Either way, it’s probably dangerous to try jumping from nothing to jet plane.
Start with shoes! 🙂
Q.4a) How can you save some extra cash when developing an MVP?
Do less stuff. Make each iteration small and immediate.
Have a small team, make each change to the idea tiny. Talk to your customers more often. Don’t spend money unless you absolutely have to. Even if you have a million dollars, pretend you’re working from scratch.
MVPs aren’t about making loads of cash, they’re about learning what works.
Maybe another tip is to remove your ego. Waste normally happens when ego gets in the way. If you’re not pumped up about your own importance, you’re less likely to do what your ego wants and more likely to do what the MVP needs.
Q.4b) The question you didn’t ask: What’s more important than saving cash?
Caring about people! Without people, cash is meaningless.
MVPs /lean/fast iterations are a great way to move fast and break stuff, but it’s easy to lose patience for people within that process.
People and products interact, but people are not products, and products are not people!
So for the ‘people stuff’, I enjoy working slowly, patiently, and transparently, with no hidden agendas or end goals. Friendships take years and reputations are built action by action, day by day. There are no destination or version numbers for falling in love or building a community.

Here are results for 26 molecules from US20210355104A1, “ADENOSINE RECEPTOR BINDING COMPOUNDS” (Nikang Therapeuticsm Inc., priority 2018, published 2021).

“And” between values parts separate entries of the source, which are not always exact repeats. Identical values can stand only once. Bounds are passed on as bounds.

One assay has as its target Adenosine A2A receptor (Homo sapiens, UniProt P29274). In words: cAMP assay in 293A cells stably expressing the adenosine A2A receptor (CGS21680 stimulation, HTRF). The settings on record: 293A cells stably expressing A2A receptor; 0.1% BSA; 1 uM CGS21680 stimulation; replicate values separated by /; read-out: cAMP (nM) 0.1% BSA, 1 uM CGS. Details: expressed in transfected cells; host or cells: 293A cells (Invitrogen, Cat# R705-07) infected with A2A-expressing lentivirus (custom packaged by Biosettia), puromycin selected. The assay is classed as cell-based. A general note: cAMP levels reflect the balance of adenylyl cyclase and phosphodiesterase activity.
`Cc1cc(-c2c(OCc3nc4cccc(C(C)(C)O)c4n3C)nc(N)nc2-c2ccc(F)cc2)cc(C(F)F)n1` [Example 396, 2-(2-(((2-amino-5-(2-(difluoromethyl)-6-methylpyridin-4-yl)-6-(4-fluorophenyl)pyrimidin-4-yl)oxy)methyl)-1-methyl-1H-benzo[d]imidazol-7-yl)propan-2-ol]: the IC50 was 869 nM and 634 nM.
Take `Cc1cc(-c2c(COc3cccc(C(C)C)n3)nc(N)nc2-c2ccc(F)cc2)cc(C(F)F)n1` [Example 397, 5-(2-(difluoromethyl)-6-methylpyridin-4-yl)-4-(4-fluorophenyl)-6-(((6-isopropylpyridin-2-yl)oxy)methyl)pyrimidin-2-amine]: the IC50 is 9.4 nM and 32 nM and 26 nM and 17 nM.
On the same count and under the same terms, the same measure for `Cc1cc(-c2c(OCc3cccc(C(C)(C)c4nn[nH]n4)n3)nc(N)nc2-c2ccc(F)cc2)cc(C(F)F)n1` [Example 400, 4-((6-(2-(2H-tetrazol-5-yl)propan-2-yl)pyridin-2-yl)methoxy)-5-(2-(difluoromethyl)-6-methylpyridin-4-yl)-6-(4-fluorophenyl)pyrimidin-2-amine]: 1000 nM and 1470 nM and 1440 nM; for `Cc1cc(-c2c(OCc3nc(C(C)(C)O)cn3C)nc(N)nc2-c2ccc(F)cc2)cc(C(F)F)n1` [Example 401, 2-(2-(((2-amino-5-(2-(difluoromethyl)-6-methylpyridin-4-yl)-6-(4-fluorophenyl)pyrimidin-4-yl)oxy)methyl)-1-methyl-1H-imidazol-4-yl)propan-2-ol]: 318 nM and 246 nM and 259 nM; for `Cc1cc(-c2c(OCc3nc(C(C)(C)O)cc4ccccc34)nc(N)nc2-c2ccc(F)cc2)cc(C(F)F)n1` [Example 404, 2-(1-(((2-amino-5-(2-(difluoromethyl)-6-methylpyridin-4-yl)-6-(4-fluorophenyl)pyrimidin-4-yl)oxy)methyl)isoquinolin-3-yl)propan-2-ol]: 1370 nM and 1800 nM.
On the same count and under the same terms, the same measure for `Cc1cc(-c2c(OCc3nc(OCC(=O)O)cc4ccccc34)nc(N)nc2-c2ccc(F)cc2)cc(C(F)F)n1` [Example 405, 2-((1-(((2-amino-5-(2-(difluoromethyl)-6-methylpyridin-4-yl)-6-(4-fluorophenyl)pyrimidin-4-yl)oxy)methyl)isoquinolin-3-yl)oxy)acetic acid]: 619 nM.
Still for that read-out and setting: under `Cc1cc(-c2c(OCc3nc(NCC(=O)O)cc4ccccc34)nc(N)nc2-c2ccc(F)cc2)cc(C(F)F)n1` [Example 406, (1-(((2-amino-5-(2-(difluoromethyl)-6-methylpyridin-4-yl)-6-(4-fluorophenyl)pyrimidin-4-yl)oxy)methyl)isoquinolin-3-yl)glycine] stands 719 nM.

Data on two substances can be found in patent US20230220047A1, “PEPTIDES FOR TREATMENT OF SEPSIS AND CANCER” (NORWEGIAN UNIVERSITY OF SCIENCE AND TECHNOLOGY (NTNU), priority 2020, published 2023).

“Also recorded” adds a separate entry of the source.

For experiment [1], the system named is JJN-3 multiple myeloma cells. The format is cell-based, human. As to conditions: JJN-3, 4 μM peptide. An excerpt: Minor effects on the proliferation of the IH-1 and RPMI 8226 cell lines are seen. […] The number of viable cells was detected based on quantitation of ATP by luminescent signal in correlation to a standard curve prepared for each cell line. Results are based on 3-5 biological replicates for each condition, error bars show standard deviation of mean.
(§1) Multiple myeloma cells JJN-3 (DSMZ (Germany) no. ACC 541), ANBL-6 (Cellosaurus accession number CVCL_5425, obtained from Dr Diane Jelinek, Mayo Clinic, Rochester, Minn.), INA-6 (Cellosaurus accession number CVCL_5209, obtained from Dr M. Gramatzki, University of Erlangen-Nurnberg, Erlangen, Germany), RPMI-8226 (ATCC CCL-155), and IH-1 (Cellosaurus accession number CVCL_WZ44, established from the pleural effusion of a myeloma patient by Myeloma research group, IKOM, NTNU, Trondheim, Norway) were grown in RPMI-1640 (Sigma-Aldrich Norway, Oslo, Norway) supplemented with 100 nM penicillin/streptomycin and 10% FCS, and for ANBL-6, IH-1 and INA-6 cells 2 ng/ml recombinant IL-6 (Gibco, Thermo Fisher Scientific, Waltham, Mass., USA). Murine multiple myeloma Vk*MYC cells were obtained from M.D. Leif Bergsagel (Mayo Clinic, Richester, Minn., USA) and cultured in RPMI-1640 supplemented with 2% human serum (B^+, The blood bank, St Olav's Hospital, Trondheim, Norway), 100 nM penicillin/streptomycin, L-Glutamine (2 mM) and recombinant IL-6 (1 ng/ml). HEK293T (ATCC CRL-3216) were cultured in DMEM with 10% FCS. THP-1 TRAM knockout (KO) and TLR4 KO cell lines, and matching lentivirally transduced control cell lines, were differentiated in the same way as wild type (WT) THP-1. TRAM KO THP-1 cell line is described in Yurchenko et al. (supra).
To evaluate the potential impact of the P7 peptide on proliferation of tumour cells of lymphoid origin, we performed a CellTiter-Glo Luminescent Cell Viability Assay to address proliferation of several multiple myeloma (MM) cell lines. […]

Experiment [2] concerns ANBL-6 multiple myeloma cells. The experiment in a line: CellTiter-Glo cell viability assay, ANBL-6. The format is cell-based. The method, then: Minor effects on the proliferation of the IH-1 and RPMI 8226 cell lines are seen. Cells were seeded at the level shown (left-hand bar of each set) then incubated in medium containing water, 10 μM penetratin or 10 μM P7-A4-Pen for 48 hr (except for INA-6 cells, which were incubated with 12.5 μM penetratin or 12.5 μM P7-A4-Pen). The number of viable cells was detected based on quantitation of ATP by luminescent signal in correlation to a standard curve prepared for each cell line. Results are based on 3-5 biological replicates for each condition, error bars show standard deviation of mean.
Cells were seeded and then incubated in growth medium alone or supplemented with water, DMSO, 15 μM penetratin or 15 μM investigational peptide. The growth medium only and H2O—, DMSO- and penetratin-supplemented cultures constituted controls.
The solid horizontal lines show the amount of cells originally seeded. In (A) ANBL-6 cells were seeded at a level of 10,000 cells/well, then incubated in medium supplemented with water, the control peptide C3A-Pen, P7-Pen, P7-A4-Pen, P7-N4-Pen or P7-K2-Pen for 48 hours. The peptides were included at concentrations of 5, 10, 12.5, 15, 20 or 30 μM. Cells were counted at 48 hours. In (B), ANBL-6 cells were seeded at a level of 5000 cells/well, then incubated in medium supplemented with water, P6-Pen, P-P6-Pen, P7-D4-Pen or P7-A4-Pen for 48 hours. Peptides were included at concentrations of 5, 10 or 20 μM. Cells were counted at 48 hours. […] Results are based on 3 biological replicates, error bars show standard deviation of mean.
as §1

When we lose ourselves in the frantic excitement of progress we can forget to nurture the subtle stuff. There’s a time for balance and counterpoint, for reflection and patience.
Go slow to go smooth, go smooth to go fast. 🙂
Q.5 Is building MVP still useful in 2019 and coming years?
Yes, and sometimes no.
Yes, in the sense that fast iterations with few assumptions get things done quickly. Less time building things and more time showing people what you’ve built will always be a wonderful way to start something.
On the flip-side, however, is knowing that the MVP approach just isn’t suitable for some problems.
You can’t MVP a home renovation. Trust me, I’ve tried. It requires planning, building permits, council and a bunch of other systems that can’t be started and stopped fast enough for the MVP approach to work!
There is a time and place for everything.
In larger systems, you can’t ‘MVP’ your way around a corrupt government, or basic infrastructure, or state agents with bad intentions. Those challenges generally require a slower, broader approach, which is (both sadly and happily) outside the scope of this interview.
MVPs are about being fast.
So go as fast as possible when fast is appropriate, but avoid it when it’s not. Within the big picture, when the large stuff is scary and hard, you can often find little pockets where you can move quickly and kindly, and bring people along the journey of building things together.
I hope that somewhere between ‘shoes’ and ‘jet plane’ of the whole journey I’ll find the wisdom to know when each approach is best.
Hopefully so will you. I’m not there yet!